Peas, lentils and chickpeas are valuable dietary sources of vitamin A and vitamin E, and fatty acids. However, few studies have characterized commercially available Canadian varieties, as eaten. As such we determined fatty acid, tocopherol and carotenoid and antioxidant content ofcooked market varieties of yellow pea (n=3), lentil (n=3) and chickpea (n=4).
Following standardized cooking and freeze drying, lipophilic extracts of these pulses were analyzed via gas chromatography and HPLC, and assessed for antioxidant activity using the 2,2-diphenyl-1-picrylhydrazyl (DPPH).The relationship between total tocopherol, total carotenoid and ?-3 (% total fat),and antioxidant activity was examined using Spearman rank correlation.
On dry weight basis, peas, lentils and chickpeas contained 1.8-2.1%, 1.6-1.8% and 7.6-8.4% lipids, respectively, of which 2.6-37.5% was ?-3. Total tocopherol ranged from 31.7±0.8 to 57.0±0.8 µg/g DW, represented primarily as ?-tocopherols (79.9 to 95.8% of total tocopherols). Total carotenoid content ranged from 4.0±0.4 to 20.0±2.9 µg/g DW. Lutein was the primary carotenoid (80.5-92.5%) followed by zeaxanthin (0.8-2.4%). Significant differences were detected among cultivars for DPPH; antioxidant activity was significantly correlated with total tocopherol content (r= 0.736, p = 0.020), but not total carotenoid content (r= 0.541, p= 0.114) or ?-3 (R2 = -0.559, p = 0.096).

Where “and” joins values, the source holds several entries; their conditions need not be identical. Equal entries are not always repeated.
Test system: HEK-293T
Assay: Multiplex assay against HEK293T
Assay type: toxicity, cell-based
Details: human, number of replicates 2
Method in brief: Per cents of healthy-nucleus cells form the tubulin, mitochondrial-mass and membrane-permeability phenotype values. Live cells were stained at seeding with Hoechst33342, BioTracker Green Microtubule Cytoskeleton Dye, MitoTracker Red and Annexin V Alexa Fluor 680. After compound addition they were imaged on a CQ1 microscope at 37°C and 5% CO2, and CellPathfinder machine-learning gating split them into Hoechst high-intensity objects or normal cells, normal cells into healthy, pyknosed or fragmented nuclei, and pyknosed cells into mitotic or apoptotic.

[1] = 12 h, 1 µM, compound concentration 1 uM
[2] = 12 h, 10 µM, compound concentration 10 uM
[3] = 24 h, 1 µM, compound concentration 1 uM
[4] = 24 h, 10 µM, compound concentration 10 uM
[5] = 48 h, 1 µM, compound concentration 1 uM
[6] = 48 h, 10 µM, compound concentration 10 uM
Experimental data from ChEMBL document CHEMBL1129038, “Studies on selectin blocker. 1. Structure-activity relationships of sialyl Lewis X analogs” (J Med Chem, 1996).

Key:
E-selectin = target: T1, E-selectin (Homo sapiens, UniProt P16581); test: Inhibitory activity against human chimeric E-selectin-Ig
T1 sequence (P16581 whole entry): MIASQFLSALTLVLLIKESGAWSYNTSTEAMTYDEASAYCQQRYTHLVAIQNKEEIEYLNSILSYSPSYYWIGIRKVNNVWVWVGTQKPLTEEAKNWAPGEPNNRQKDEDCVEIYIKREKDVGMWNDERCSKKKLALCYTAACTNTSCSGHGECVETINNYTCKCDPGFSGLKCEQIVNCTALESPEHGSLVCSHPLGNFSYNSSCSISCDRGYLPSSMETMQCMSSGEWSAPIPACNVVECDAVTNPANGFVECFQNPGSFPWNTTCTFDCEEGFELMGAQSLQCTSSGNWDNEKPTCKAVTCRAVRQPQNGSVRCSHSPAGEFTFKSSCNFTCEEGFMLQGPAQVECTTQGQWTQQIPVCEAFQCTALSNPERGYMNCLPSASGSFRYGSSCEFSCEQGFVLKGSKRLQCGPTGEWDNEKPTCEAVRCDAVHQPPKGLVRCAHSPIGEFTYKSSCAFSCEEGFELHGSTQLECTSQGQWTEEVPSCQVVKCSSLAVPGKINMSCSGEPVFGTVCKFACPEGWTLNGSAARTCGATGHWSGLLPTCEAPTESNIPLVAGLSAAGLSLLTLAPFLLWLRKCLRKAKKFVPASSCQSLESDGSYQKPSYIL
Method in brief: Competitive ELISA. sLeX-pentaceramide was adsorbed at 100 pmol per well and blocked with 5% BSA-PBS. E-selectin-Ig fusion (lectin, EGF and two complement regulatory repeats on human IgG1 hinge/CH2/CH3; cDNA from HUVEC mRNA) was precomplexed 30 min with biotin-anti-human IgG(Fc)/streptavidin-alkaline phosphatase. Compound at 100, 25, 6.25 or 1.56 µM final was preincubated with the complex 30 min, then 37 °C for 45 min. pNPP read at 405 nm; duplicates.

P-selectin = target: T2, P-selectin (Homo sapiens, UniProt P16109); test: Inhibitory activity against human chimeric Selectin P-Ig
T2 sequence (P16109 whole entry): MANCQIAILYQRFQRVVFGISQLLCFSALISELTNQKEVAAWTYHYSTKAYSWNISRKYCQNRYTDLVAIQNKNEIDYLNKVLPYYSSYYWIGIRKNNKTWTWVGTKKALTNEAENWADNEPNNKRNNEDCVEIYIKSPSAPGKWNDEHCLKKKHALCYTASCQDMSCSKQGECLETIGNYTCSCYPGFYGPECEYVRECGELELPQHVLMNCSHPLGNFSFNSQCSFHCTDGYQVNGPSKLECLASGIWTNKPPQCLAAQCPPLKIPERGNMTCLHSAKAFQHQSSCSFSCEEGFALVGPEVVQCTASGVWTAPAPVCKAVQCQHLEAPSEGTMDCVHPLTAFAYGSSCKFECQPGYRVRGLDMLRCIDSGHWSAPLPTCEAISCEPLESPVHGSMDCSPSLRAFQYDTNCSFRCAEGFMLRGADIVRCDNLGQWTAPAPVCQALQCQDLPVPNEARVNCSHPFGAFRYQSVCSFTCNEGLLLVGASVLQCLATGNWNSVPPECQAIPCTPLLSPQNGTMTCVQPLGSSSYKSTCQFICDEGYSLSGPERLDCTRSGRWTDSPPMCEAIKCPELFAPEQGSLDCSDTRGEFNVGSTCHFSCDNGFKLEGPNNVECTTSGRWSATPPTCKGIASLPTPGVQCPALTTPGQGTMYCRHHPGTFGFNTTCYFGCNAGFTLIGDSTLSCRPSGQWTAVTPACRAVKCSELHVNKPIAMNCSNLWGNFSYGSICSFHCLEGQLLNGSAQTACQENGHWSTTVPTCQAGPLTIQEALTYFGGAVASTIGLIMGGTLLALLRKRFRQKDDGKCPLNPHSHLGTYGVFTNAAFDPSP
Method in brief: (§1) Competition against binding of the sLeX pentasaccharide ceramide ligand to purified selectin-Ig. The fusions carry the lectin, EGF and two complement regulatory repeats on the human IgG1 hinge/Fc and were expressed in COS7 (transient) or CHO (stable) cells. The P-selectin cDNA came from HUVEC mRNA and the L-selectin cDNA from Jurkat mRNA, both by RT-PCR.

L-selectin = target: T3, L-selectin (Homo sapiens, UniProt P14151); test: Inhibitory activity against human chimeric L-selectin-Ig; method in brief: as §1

These results provide information to guide formulation of pulse based functional foods, and confirm that when cooked Canadian pulses are valuable dietary sources of vitamins A, E, and fatty acids.